Are you someone that grew up in the 90s? If you are, then I’m sure you’ve seen at least one episode of Full House. If you’re a fan, maybe you saw The Unauthorized Full House Story and were promptly horrified by the inaccuracies. From the ridiculous wigs, and casting that works if you close your eyes (at least they casted an attractive woman for Lori Loughlin), this thing was a shit show. Here’s 5 things that they missed the mark on with this thing.
Those Generic Episode Plot Lines Aren’t Full House’s Generic Episode Plot Lines
Full House was not a groundbreaking show. Everything they did was pretty generic, pretty bland. Even so, there were some moments they could’ve at least tried to reference. How about the time DJ tried to lose a ton of weight in time for Kimmy’s pool party? Or the time Stephanie drove Joey’s classic car into the kitchen? Or how about one of those fantastic episodes that reminded you that John Stamos totally knew the Beach Boys? Instead, we get lame “episodes” like Uncle Jesse failing to know how to dye eggs (never happened) or some banal scene where DJ and Danny argue about her getting to go somewhere (Didn’t happen until she got older, and it was Spain).
I may be just a simple man that grew up in the 90’s and have seen every episode of Full House an embarrassing amount of times, but who else is this movie directed to but this sad, mid-20s to early 30s population? There certainly isn’t enough drama in this movie to bring a wide audience in, so at least get some things right.
That Goddamn Excuse For an Opening
One of the most enduring things about the legacy of Full House is the opening theme song and credits. Now, seeing as how this TV movie is “unauthorized”, I’ll accept that they couldn’t get the iconic theme song, but what the fuck was that opening about. Not a single shot of the Golden Gate Bridge, not a single trolley car, they couldn’t even give us yellow text for the opening credits. Why even bother with showing us this if you’re going to go about it with an “Eh, fuck it. Just use Helvetica.” Helvetica is for chumps; I would’ve accepted Comic Sans in this case, but you couldn’t even scroll through your goddamn fonts folder.
Michelle’s Age is Too Damn High!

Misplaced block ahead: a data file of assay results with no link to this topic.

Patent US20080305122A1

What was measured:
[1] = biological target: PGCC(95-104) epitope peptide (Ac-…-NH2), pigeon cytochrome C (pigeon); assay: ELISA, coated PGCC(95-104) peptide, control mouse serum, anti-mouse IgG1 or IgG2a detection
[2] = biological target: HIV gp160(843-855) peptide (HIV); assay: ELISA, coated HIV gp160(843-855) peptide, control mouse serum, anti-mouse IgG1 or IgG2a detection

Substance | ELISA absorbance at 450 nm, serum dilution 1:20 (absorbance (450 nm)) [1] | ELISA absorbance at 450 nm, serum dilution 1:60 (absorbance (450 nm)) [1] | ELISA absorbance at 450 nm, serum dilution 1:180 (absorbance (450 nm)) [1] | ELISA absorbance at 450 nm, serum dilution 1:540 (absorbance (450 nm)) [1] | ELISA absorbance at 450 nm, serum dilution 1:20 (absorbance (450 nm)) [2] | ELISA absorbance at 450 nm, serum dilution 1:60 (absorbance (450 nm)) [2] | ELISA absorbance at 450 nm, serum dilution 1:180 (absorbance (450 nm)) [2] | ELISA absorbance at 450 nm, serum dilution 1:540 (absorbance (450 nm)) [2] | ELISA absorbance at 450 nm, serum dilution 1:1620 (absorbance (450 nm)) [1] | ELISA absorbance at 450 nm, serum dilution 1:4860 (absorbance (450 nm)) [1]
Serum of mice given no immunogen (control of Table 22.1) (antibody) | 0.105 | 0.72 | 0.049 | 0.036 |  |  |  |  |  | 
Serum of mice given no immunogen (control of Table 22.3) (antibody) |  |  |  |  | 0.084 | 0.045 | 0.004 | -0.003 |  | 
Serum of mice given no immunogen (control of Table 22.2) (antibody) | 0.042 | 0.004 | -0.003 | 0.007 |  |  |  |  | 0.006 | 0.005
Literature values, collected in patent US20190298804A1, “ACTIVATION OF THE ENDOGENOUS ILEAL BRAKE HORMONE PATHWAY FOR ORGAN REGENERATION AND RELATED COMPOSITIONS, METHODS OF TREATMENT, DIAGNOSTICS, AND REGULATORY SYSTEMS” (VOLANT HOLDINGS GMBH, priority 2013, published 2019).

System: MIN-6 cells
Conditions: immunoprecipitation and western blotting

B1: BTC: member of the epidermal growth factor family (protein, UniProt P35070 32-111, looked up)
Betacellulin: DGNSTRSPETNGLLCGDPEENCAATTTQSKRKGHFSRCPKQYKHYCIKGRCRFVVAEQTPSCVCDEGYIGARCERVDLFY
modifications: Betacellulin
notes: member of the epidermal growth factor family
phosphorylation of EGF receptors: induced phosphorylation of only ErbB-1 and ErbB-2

Michelle is the worst, most vile character in the history of television. Don’t give me anything about Omar from The Wire. Michelle is horrible. She’s selfish, conniving, and a grade A brat. Remember when Mr. Bond was going to pay a ridiculous amount of money to buy the house and then they all decided not to because Michelle was sad? Yeah, fuck her.
Anyway, it’s important to note that the Olsen twins were infants when the show started. Not fully functioning toddlers with a vocabulary. It’s probably got something to do with the difficulty of filming infants, but if you don’t have the stones to take on a true-to-life Full House story, don’t even try. We didn’t need it and we sure as hell don’t need an inaccurate one.
Joey Was Not an Uncle
In one of the first clips released before the movie aired this past weekend, the dialogue let slip one of the most egregious errors the TV movie made. During the rehearsal of the famous Joey sleepwalks scene from Full House (just kidding, this never happened), “Bob Saget” as Danny Tanner calls Joey “Uncle Joey”. Uncle. Joey. You may be thinking that this isn’t a big deal. But it’s a big fucking deal. Joey Gladstone was the lifelong best friend of Danny Tanner. He lived in his house for eight years, helped him raised his daughters, and not once did anyone call him uncle, either by a Freudian slip or by a term of endearment. The Tanners made it very clear that Joey was not family and we should not discount this. Shame on you, Lifetime.
That Right-to-Left Reading Set
The so-called Full House set in this TV movie wasn’t even close to what fans have grown accustomed to over the past thirty years. Everyone knows that TV shows that have the front door on the right side of the set are inherently evil (The Cosby Show, enough said.) Full House always had the front door on the left side and we were all better for it. But it wasn’t just the flow of the house that was wrong. Where was the basement stairs in the kitchen? Where was the second stairs? Where’s the alcove that Joey used to sleep in before they redid the garage? To me, it looks like this movie had very little options of usable sets, and if I had to guess, they used Ray’s house from Everybody Loves Raymond (another right-to-left set). The set is a disgrace, plain and simple. At least The Unauthorized Saved By the Bell Story sort of got the school hallway right. I understand that there’s copyright issues with replicating the actual set, but put some effort into making it not look like complete shit.
All in all, The Unauthorized Full House Story was an exercise in frivolousness. There was no true behind-the-scenes drama, no intrigue, just your standard “Are we going to get cancelled?” stories. On top of the fact that they were limited in what they could show in terms of copyright, why would they even bother. The time and resources could’ve been put towards a more interesting story. I went into this expecting a train-wreck, and instead, it was more along the lines of a train stalled on the tracks.
Anthony Del Vecchio cannot wait for Fuller House. Follow him on Twitter.